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<?xml:namespace prefix = st1 ns = “urn:schemas-microsoft-com:office:smarttags” />Richard Morrison, 202.331.2273
Washington, D.C., March 22, 2005— The Department of Energy (DOE) today released its long-awaited revised guidelines for voluntary reporting of greenhouse gas emissions. The Competitive Enterprise Institute (CEI) submitted six comments during 2002-2004 warning DOE (a) that it lacks legal authority to award or certify emission credits applicable to a future regulatory climate program, and (b) that a crediting program is undesirable because it would build a corporate lobbying clientele for Kyoto-style energy rationing policies. The guidelines released today specifically do not award or certify tradable emission credits.
“DOE is to be congratulated for abiding by the law despite strong pressure from special interests to set up a credit program, which would allow them to profit from higher energy costs at the expense of consumers. Awarding Kyoto credits would shift the political balance of power in favor of policies like the McCain-Lieberman Climate Stewardship Act,” said CEI Senior Fellow Marlo Lewis.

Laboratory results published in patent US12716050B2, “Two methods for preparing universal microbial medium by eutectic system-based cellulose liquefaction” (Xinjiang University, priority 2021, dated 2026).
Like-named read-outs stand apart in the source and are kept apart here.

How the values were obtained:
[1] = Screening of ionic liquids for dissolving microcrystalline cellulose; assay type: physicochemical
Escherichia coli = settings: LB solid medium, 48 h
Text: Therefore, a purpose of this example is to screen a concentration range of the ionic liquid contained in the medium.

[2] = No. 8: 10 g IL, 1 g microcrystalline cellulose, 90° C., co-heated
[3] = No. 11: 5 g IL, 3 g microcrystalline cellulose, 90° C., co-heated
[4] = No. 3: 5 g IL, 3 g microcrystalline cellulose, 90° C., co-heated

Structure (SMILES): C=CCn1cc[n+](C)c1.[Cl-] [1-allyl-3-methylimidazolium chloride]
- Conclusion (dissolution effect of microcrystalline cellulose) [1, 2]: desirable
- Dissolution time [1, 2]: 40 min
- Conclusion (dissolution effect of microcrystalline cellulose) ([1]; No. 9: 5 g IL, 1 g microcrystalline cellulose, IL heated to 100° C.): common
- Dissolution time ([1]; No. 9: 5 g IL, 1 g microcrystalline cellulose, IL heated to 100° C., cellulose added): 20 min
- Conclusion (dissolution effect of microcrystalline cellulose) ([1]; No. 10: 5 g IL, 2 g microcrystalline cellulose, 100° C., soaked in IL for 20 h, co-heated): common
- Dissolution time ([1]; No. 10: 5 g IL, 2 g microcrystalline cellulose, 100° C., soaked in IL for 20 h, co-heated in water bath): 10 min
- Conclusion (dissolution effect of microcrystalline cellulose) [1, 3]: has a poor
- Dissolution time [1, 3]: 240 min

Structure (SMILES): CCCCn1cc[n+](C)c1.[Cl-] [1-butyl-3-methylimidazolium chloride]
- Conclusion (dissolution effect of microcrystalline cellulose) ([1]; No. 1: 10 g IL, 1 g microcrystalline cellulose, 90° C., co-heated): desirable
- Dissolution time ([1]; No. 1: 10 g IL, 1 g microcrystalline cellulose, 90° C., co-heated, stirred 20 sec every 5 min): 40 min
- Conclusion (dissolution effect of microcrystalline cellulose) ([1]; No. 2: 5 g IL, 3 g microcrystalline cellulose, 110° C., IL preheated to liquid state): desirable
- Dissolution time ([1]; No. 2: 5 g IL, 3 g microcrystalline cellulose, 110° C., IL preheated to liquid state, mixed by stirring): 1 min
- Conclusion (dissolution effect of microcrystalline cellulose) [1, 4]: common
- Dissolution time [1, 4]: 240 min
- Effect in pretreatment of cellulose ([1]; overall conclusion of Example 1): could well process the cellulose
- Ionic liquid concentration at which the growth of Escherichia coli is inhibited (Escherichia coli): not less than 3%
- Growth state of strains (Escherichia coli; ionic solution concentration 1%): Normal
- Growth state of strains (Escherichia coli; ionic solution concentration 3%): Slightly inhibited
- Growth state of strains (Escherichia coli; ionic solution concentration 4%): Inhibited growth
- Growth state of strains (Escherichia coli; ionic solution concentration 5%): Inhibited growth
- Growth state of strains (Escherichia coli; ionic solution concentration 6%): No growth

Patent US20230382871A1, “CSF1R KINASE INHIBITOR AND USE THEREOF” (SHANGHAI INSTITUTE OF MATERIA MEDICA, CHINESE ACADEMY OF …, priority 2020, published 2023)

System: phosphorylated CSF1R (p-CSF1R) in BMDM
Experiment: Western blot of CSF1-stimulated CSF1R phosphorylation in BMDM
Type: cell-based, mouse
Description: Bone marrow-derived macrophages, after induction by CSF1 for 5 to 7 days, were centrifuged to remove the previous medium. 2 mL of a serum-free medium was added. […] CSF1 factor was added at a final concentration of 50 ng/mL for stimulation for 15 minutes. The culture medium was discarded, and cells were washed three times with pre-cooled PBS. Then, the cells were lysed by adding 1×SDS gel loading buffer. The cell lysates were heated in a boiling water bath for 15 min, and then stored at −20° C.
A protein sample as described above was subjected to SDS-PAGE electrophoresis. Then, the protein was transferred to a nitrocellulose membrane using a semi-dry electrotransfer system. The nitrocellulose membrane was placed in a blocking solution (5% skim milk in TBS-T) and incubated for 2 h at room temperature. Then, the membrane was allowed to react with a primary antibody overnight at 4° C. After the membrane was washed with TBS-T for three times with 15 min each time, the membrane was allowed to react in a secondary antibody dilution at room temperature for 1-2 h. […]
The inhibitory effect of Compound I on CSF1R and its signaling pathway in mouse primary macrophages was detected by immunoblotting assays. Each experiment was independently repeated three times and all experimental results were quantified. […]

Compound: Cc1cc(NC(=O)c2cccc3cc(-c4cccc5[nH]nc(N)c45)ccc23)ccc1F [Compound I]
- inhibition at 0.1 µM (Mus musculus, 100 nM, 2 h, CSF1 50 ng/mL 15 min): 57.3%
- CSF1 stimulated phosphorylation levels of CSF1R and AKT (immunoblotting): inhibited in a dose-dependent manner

Also today, in a joint letter from a dozen free market and conservative groups, CEI cautions the Senate Energy Committee that a provision in Senator Chuck Hagel’s S. 388, the Climate Change Technology Deployment and Infrastructure Credit Act, would give DOE the authority it lacks under current law.
“Sadly, by expanding the ranks of energy-rationing profiteers, the early credit provision in Senator Hagel’s bill would sweep into history’s dustbin his great legislative achievement, the anti-Kyoto Byrd-Hagel resolution. Our joint letter alerts the Senate to the hidden political and economic perils of an early credit program,” said Lewis.
To see a copy of the coalition letter, click here.